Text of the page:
Go to the NASA Homepage
Flight Deck Display Research Lab Left-Side Header Image
Research Sidebar Header
Go to the FDDRL Research pageGo to the FDDRL Research page
Go to the DAG-TM pageGo to the DAG-TM page
Go to the Display of Weather pageGo to the Display of Weather page
Go to TOOWildx pageGo to TOOWildx page
Flight Deck Display Research Lab Image Collage
ROV Project Research Header
Due to the rapid advancement in Remotely-Operated Aircraft (ROA) technology, government and industry have identified many applications of ROAs that require ROA access into the National Airspace (NAS). ROAs can potentially be used for commercial, civil and homeland security applications. Commercial applications of ROAs are planned in the a griculture (timing and selection of harvest areas), marine (fisheries - monitoring), imaging, cargo delivery, and telecommunications industries. Potential civil applications of ROAs include monitoring of dams, aqueducts, pipelines, power line and plants, ports, and other critical national infrastructure, land and sea traffic monitoring, weather and meteorology, real-time disaster observation/photography/sensing, hurricane reconnaissance, search and rescue, forestry and fire monitoring, geological surveying, land use and mapping. Homeland security applications of ROAs include surveillance and reconnaissance, border and harbor patrols, and law enforcement.

In response to the rapid expansion of the intended uses of ROAs in the commercial arena, the Access 5 Project was initiated. Access 5 is a consortium of the leading aerospace companies, NASA (project leader), FAA, and DoD for achieving the capability to operate ROAs safely, reliably and routinely in NAS. The operational strategy is first to gain ROA "file-and-fly" access to high altitude (above FL 400) long endurance operations. Subsequently, this access will be extended to lower altitudes and eventually to any airport that can support ROAs.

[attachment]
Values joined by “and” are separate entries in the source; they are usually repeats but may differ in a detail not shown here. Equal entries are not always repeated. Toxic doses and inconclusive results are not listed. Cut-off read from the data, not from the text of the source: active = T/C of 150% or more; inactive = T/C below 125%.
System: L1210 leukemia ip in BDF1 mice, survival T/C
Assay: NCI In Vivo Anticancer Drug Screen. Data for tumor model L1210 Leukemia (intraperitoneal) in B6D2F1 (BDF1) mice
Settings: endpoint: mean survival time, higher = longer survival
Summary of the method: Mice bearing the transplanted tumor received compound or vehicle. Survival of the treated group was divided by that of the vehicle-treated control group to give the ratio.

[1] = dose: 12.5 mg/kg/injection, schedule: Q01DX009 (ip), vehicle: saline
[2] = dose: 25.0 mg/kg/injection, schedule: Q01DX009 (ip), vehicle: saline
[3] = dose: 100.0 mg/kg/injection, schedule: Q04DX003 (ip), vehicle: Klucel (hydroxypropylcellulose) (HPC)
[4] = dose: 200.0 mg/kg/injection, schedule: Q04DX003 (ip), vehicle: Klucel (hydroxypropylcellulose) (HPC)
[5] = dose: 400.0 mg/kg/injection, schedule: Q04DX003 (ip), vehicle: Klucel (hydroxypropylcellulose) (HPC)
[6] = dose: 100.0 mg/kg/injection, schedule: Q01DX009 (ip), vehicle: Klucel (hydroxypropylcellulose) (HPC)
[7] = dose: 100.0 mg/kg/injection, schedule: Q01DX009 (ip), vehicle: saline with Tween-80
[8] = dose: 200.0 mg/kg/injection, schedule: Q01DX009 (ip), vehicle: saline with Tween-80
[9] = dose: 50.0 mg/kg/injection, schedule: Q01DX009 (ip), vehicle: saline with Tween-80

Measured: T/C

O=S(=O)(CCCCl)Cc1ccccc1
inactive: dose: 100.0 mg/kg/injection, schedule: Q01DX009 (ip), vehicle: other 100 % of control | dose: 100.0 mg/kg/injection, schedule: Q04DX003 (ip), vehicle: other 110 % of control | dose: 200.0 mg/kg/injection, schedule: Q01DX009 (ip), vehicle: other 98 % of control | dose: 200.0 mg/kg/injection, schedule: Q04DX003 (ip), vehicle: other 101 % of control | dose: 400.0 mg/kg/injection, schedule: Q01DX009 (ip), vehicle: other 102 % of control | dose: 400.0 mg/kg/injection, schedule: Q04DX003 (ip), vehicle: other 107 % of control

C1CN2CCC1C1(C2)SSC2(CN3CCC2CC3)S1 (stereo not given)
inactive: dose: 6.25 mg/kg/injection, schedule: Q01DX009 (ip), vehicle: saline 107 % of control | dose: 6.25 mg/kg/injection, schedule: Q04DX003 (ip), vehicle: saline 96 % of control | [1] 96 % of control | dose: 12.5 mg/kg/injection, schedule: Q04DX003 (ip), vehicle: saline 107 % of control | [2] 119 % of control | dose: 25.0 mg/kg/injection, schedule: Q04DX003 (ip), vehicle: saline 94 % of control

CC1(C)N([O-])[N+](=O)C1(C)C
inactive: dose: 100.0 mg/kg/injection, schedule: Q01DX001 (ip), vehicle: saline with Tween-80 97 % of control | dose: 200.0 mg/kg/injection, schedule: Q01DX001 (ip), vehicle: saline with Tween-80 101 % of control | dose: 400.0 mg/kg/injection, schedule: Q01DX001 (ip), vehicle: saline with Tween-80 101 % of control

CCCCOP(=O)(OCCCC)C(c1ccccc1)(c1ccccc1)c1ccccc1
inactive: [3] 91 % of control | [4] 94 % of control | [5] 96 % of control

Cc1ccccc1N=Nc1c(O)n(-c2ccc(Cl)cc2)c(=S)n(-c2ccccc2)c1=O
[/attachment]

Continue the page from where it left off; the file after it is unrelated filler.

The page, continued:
This joint Cal State University Long Beach- NASA Ames simulation project is a plan to demonstrate the feasibility of a laboratory for proving out the problems of ROA access in commercial airspace, emphasizing air traffic control and pilot operations. We will initially examine low altitude ROA operations near air terminal space to identify problems unique to this airspace and its operations. We will broaden our scope from the terminal environment to intersect with work accomplished by the Access 5 team.

Objectives: The long term objectives of the joint simulation project are as follows:

- Demonstrate that ROAs can fly in terminal airspace without major disruptions to inbound and outbound traffic.
- Simulate and evaluate ATM issues for UAVs in low altitude patrol or loiter where UAV might consider adjusting flight path, speed, and altitude to maintain separation with moving weather, proximal traffic, flight corridors/waypoints and other UAVs flying in formation.
- Integrate and fly USIM, (Shadow ROA simulation software) in MACS and CDTI simulation environments. USIM is a simulation of a Shadow pilot and payload operator station developed by the Rotorcraft group. Currently the payload station has a terrain data base for Moffett Field area. Boeing and CSULB are working at modifying USIM so that it can fly in the MACS simulation environment and to be compatible with other data bases of visual terrain.

These goals will be met by a series of joint simulations between CSULB and NASA Ames, with Boeing serving as operations consultant. Our first step in achieving these objectives is a preliminary demonstration of the feasibility of conducting joint simulations over the internet, and flying UAVs in low altitude patrol near areas of heavy commercial traffic. In our first joint simulation we plan to demonstrate that a joint simulation between CSULB and Ames is feasible and useful, and identify any problems that must be resolved for CSULB to play a larger role in future simulations.

The initial demonstration will be a joint simulation with UAVs in low altitude flight (under the approach path) around DFW (patrolling reservoirs in the near vicinity). UAVs will be simulated with modified, small aircraft model (i.e. Cessna ) and a flight path that is as close to a UAV patrol or a reservoir (as close to an elliptical path) as possible, yet still feasible in the current MACS/CDTI configuration. We are avoiding as much as possible, any major software modifications for the initial demonstration.

Related Links:

Access 5: http://www.access5.aero/site_content/index.html
Boeing Company Phantom Works: http://www.boeing.com/phantom/ausce_web_nu2.html
Thomas Z. Strybel, Ph.D. at the Center for the Study of Advanced Aeronautical Technologies, Cal State Long Beach: http://www.csulb.edu/~tstrybel/aavatmsrc/.
Go to the First Gov Homepage
Go to the NASA - National Aeronautics and Space Administration Homepage
Curator: Phil So
NASA Official: Walter Johnson
Last Updated: August 15, 2019